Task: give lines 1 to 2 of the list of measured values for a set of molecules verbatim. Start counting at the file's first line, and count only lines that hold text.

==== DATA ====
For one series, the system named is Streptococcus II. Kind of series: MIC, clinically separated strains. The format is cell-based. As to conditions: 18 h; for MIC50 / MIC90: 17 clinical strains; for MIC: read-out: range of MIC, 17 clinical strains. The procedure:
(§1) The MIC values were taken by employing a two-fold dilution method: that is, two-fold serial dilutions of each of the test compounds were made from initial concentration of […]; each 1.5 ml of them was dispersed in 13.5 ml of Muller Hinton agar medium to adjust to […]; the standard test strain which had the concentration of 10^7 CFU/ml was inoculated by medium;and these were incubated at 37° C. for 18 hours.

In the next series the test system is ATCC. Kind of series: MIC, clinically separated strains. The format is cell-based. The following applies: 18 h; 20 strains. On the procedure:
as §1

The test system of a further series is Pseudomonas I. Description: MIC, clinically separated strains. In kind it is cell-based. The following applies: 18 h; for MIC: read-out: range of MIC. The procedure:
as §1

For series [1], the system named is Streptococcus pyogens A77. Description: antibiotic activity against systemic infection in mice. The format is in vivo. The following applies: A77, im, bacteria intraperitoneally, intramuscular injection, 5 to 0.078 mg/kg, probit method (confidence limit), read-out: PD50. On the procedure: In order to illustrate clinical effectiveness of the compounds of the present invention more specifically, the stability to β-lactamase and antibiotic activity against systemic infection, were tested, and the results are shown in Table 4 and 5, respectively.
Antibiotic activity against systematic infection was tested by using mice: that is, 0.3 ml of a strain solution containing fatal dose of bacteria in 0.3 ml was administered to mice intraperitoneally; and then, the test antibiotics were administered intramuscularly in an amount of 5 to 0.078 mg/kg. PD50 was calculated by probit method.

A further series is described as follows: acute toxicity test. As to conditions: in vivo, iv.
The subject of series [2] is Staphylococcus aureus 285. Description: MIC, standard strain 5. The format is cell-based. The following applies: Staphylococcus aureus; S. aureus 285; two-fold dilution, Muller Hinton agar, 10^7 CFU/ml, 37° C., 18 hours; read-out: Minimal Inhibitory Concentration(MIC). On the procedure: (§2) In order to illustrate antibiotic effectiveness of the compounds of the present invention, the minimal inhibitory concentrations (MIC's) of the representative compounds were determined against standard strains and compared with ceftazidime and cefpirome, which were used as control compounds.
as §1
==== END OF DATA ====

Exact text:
For one series, the system named is Streptococcus II. Kind of series: MIC, clinically separated strains. The format is cell-based. As to conditions: 18 h; for MIC50 / MIC90: 17 clinical strains; for MIC: read-out: range of MIC, 17 clinical strains. The procedure:
(§1) The MIC values were taken by employing a two-fold dilution method: that is, two-fold serial dilutions of each of the test compounds were made from initial concentration of […]; each 1.5 ml of them was dispersed in 13.5 ml of Muller Hinton agar medium to adjust to […]; the standard test strain which had the concentration of 10^7 CFU/ml was inoculated by medium;and these were incubated at 37° C. for 18 hours.